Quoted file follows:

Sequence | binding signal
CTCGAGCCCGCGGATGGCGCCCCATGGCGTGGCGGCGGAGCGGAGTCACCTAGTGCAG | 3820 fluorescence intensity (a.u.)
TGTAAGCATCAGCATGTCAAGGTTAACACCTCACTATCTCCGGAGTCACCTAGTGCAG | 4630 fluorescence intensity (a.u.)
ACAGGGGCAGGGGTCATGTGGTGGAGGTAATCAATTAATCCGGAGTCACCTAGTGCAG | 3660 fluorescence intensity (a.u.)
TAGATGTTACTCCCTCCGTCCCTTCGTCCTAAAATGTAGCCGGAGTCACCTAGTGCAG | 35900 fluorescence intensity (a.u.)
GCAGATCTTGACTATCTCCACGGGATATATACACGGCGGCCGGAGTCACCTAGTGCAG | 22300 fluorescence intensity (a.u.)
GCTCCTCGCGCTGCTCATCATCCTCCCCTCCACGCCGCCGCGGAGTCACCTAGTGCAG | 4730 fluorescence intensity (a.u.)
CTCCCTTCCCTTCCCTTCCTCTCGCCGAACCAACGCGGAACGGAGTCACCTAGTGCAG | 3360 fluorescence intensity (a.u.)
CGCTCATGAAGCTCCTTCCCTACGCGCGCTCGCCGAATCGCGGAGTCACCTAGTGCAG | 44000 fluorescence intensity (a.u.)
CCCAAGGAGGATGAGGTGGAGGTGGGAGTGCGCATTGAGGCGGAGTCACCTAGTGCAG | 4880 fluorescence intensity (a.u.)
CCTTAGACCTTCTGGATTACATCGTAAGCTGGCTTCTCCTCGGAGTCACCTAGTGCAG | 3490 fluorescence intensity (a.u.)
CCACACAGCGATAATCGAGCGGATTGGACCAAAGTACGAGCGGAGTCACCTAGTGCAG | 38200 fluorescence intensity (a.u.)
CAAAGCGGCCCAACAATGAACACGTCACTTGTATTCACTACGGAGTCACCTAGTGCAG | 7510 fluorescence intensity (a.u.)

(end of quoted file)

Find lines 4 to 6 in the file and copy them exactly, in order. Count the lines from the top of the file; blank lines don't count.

ACAGGGGCAGGGGTCATGTGGTGGAGGTAATCAATTAATCCGGAGTCACCTAGTGCAG | 3660 fluorescence intensity (a.u.)
TAGATGTTACTCCCTCCGTCCCTTCGTCCTAAAATGTAGCCGGAGTCACCTAGTGCAG | 35900 fluorescence intensity (a.u.)
GCAGATCTTGACTATCTCCACGGGATATATACACGGCGGCCGGAGTCACCTAGTGCAG | 22300 fluorescence intensity (a.u.)